But for several nights now, I've been swept away into the magical world of science. The teacher is no less than science writer Maria Isabel Garcia and it took her less than 300 pages to make me truly interested in how science works and just how amazing it affects the journey towards being truly human.

Science Solitaire (Ateneo Press' Book of the Month for January) is a very interesting collection of essays on how the mind works, on the science of love, on religion, on what happens to our bodies when we are truly happy, on the awesome powers of the universe and on everything else that affects our journey here and beyond.

It's a mind dance that gives a fresh insight on science, allowing us to unlearn and rediscover the truths and the mistruths about the universe.

And it's funny, too.

In Eternity for Dummies, for instance, I had a good laugh after reading the piece last night.

Garcia writes: "You may get rid of your wrinkles, your love handles, stretch marks, or age spots but your cells do not care. They will age anyway at the same rate, regardless of how one looks. And unless one is a fruit fly, yeast, a worm, a mouse or a rhesus monkey--gene-twitching experiments on which seem to hold promise as far as slowing the age process is concerned--nothing, I repeat, nothing has yet been found to work on humans."

I read this piece rolling in laughter. It might have been addressed to people like me. That night, just before I picked up the book, I had already filled my face with anti-aging cream.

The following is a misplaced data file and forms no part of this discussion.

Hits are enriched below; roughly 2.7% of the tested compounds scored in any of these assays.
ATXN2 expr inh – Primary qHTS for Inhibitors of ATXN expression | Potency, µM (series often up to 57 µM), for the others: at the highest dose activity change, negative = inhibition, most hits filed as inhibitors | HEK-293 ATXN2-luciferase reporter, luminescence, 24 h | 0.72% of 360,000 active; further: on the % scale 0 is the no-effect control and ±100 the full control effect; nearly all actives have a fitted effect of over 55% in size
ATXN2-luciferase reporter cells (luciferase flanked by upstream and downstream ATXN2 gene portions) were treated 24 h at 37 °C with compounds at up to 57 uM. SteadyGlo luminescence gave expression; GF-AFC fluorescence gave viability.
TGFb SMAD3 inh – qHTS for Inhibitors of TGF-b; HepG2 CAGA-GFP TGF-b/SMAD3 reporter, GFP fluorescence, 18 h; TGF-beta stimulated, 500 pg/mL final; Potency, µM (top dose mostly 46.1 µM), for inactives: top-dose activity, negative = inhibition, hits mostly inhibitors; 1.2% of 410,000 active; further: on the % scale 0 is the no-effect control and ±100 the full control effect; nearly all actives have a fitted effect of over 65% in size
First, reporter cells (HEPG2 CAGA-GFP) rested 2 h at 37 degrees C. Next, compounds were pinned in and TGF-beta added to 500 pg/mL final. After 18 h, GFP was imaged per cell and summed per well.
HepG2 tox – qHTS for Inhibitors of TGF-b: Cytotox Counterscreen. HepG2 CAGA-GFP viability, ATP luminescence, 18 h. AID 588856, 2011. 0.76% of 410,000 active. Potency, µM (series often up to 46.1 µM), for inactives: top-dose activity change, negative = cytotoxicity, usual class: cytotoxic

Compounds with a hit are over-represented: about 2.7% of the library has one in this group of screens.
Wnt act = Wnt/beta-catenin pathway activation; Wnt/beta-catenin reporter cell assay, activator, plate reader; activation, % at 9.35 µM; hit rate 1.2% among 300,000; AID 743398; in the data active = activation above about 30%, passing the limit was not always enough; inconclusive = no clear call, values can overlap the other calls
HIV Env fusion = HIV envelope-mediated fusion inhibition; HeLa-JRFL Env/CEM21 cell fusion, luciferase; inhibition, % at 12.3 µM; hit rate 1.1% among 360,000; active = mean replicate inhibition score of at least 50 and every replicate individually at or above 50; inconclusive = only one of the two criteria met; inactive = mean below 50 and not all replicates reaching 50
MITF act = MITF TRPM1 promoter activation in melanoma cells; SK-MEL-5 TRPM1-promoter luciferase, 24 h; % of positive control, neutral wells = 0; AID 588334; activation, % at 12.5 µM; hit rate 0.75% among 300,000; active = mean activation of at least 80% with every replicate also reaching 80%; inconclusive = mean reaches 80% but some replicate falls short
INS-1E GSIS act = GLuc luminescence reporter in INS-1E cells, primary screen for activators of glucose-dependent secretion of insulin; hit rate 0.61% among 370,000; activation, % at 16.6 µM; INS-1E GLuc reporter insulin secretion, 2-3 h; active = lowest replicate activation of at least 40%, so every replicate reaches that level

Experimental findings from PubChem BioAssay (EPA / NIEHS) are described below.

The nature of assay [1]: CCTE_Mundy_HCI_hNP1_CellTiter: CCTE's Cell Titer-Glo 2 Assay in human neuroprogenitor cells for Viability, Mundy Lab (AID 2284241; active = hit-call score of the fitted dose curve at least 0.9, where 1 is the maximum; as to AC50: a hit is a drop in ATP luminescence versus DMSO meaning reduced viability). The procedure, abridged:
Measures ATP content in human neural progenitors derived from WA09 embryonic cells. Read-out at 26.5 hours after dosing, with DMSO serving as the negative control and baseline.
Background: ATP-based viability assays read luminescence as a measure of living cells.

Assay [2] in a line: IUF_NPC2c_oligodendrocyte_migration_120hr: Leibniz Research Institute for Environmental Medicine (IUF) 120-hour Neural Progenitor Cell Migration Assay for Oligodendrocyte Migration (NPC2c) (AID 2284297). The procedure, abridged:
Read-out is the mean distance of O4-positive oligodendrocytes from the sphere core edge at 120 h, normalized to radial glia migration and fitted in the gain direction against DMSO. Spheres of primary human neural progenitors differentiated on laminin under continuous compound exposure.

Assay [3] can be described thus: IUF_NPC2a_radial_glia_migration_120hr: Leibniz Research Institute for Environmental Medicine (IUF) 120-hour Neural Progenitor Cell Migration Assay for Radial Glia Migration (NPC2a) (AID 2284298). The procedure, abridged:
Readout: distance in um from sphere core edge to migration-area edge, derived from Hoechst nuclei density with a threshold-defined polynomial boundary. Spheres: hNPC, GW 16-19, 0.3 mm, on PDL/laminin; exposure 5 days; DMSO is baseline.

Monday, January 8, 2007

bucks or by-line?

There is an interesting dilemma that the so-called new journalism has brought upon print journalists.

I realized the past year that online journalism has rapidly changed the way reporters work in the beat. At least that's what I'm seeing in my own circle, the economics beat, particularly the energy sector.

Colleagues from other newspapers, who submit stories to online media outfits, have found themselves in a quandary: Should they submit stories to these Internet news sites and earn much-needed extra cash or submit stories exclusively to their newspapers? (As their respective companies require.)

Just last week, I have seen colleagues shocked by how fast their stories appear on the Internet. One male reporter who submits stories to a television news program was so shocked to see his article on the official website of that broadcast station.

Here's the thing. If they submit the stories to these Internet sites, they get extra cash but they run the risk of being outscooped by their very own articles. One male reporter complained that his editor used a story posted on the Internet (submitted by his colleague from the same beat) simply because that story was available way before the 5 p.m. deadline for print reporters.

At the very least, their very own newspaper editors can easily call their attention because of a story on the Internet.

The reason is clear. Internet sites (,,, among others) work fast, really fast.

A reporter may be at a press conference and depending on the website he's looking at, he may find the big story from that press event staring right at him as soon as he sits in front of the computer to work on his story.

For now, it's a balancing act for print journalists who dabble as stringers of other news agencies.

Nobody knows for sure what the future has in store for journalism. Print media may sooner or later be a thing of the past but I sure hope not.

One thing remains clear to me. At the end of the day, journalism will always be about stories. Real stories. Real people. Real events. It's about stories that make the world an interesting place to live in. And it's the reason that journalists--print, broadcast or online--stay in this crazy yet addicting vocation.